How about a no-stupid-fscking-platform copy, then? Because screw these middlemen.

    reply to this | link to this | view in chronology ]

  • identicon
    Shmerl, 3 Jul 2019 @ 11:18am

    Epic are disgusting

    Trapping crowdfunded games with exclusivity smells similar to MS swallowing up crwowdfunding friendly studios like inXile, Obsidian and Compulsion. Same disgusting attack on gaming and gamers' choice.

    reply to this | link to this | view in chronology ]

  • identicon
    Anonymous Coward, 3 Jul 2019 @ 11:29am

    remember

    Remember when there were no exclusives when it came to PC gaming?
    Pepperidge Farms remembers
    You don't own digital 'copies' of games anyway unless it's from Green Man Gaming, amirite?

    reply to this | link to this | view in chronology ]

  • identicon
    Anon, 3 Jul 2019 @ 9:34pm

    Bought out?

    Its weird knowing techdirt to slam bad behavior pretty quick but odd to see such articles were its neutral at best when talking about Epic.

    EGS isn't a good alternitive nor is it even a featured platform. Short term long term it doesn't matter this is shitty for gamers and shitty for devs who lose sales as a result of people speaking with their wallets.

    ''Open to the ideabut not sold on it"

    What idea? Creating console style 3rd party exclusives?

    It seems techdirt is losing its touch.

    reply to this | link to this | view in chronology ]

    • identicon
      Anonymous Coward, 3 Jul 2019 @ 9:41pm

      Re: Grudge much?

      You might try re-reading the articles they've been writing about before you start grinding that axe you're nursing. They've said several times that Epic's behavior is downright crap.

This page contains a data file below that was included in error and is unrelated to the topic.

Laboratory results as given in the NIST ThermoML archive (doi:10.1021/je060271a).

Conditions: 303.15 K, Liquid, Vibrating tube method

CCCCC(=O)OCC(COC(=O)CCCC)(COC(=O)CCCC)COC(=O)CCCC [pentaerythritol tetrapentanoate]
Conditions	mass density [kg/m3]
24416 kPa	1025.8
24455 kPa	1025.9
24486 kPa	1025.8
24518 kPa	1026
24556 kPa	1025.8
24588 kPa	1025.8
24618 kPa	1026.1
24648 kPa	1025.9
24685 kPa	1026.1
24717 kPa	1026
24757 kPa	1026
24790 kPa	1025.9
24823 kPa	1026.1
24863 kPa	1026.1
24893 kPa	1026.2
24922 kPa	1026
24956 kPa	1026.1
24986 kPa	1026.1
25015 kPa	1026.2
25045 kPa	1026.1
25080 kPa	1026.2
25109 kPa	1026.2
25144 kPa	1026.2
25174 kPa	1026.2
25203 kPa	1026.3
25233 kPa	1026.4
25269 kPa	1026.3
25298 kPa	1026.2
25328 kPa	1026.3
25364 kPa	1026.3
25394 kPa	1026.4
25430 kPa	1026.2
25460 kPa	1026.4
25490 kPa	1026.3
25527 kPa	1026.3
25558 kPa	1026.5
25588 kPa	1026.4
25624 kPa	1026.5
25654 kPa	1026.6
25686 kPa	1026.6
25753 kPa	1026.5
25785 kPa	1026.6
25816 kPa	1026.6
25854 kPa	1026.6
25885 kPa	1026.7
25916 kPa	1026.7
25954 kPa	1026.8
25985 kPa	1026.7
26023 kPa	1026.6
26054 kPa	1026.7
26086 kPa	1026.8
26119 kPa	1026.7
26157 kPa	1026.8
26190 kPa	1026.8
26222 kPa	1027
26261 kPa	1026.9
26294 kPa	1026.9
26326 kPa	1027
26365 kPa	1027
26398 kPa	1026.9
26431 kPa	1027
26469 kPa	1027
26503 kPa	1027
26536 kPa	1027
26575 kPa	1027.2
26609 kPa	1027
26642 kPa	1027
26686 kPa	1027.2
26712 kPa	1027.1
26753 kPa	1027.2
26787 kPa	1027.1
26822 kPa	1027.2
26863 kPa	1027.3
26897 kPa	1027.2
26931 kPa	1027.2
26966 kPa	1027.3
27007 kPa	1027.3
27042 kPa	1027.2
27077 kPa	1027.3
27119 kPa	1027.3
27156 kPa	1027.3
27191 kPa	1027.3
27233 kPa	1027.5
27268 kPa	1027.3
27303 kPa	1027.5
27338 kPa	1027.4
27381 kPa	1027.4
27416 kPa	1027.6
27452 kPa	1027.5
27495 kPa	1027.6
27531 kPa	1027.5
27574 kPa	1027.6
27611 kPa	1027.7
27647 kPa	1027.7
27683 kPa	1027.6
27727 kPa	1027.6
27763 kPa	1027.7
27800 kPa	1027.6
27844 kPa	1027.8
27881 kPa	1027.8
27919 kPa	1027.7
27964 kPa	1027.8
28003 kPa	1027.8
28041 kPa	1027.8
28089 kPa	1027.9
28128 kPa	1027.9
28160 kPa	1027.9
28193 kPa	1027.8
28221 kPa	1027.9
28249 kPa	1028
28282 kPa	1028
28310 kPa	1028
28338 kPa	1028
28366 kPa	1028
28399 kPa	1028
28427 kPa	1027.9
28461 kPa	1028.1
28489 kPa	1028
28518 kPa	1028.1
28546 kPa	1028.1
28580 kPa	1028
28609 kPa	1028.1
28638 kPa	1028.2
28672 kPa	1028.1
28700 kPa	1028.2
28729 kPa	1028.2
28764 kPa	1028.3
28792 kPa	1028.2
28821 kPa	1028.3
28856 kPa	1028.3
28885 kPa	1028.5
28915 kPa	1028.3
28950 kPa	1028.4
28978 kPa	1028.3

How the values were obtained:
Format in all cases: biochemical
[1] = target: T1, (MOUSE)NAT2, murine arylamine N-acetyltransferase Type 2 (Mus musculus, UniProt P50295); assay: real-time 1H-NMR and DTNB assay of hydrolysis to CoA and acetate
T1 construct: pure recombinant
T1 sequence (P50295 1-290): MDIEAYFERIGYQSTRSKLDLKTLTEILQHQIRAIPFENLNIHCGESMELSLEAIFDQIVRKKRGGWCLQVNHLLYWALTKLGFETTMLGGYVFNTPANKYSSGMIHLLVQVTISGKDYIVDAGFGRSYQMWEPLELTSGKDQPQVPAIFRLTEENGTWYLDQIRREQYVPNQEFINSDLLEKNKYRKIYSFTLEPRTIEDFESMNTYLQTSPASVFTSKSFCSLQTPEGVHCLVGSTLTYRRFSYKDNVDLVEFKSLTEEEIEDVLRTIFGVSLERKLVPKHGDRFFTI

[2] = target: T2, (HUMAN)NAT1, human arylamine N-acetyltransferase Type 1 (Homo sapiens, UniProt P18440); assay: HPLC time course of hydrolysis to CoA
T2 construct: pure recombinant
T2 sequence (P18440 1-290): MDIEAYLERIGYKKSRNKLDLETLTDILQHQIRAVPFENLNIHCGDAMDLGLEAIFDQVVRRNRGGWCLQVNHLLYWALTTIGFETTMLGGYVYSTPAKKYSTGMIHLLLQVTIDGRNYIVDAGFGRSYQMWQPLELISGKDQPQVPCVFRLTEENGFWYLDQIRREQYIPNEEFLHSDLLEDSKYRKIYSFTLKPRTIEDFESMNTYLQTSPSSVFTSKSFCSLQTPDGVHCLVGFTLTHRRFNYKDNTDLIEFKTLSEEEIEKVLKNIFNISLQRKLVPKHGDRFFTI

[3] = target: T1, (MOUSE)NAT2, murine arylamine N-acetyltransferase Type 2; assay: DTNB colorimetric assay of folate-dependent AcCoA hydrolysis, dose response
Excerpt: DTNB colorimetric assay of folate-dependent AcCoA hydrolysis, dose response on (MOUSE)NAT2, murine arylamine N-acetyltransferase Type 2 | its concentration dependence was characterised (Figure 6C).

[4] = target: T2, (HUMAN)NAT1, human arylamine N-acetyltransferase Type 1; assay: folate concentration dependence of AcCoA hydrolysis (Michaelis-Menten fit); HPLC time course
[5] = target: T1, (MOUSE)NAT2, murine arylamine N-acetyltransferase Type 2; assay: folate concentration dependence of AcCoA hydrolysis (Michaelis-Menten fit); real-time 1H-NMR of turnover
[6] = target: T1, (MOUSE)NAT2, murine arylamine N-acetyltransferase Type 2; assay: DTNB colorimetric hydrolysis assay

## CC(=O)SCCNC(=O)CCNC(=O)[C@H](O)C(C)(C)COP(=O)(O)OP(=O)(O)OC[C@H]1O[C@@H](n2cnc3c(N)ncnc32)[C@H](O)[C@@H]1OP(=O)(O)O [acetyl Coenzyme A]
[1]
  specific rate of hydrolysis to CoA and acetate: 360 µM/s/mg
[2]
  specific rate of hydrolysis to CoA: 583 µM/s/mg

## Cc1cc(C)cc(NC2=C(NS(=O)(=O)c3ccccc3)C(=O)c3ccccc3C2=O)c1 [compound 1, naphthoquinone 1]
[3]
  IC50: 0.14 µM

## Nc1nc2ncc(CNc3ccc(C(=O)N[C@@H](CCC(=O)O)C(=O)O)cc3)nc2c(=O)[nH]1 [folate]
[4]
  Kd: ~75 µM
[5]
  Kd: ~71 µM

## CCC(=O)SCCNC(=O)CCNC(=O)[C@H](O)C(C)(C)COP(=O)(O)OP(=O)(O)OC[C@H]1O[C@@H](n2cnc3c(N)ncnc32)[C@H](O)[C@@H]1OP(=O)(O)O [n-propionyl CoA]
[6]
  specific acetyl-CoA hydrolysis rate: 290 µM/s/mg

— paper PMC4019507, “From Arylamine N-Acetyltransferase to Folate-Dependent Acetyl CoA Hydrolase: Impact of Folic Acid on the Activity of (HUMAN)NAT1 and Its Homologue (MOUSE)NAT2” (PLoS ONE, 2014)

reply to this | link to this | view in chronology ]

      • icon
        That One Guy (profile), 4 Jul 2019 @ 4:04am

        Not really. Off the top of my head of the articles covering Epic this is probably the 'harshest' treatment it's gotten, as past articles have tended to give them the silk-glove treatment and given them way more benefit of the doubt than they deserve or other companies have gotten on TD in the past.

        TD's generally good at rightly being skeptical of statements put out by companies and execs of those companies, but to date that same standard has not really been applied to Epic, so I can totally see where they are coming from.

        reply to this | link to this | view in chronology ]

    • identicon
      Anonymous Coward, 3 Jul 2019 @ 9:43pm

      Re: Grudge x2

      Not to mention, this entire article is all about how this is all negatively affecting gamers. You really need to actually read the article before claiming it says something that it doesn't.

      reply to this | link to this | view in chronology ]

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    excelr43 (profile), 4 Jul 2019 @ 12:05am

    MACHINE LEARNING COURSE

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  • identicon
    Just another one, 19 Jul 2019 @ 9:41am

    Lies

    Everyone is forgetting that Shenmue 3 were promising Blueray/DVD copies of the games as well. And now backers who payed extra cash to get those rewards will get nothing, just a blank disc with EGS code for the game.

    reply to this | link to this | view in chronology ]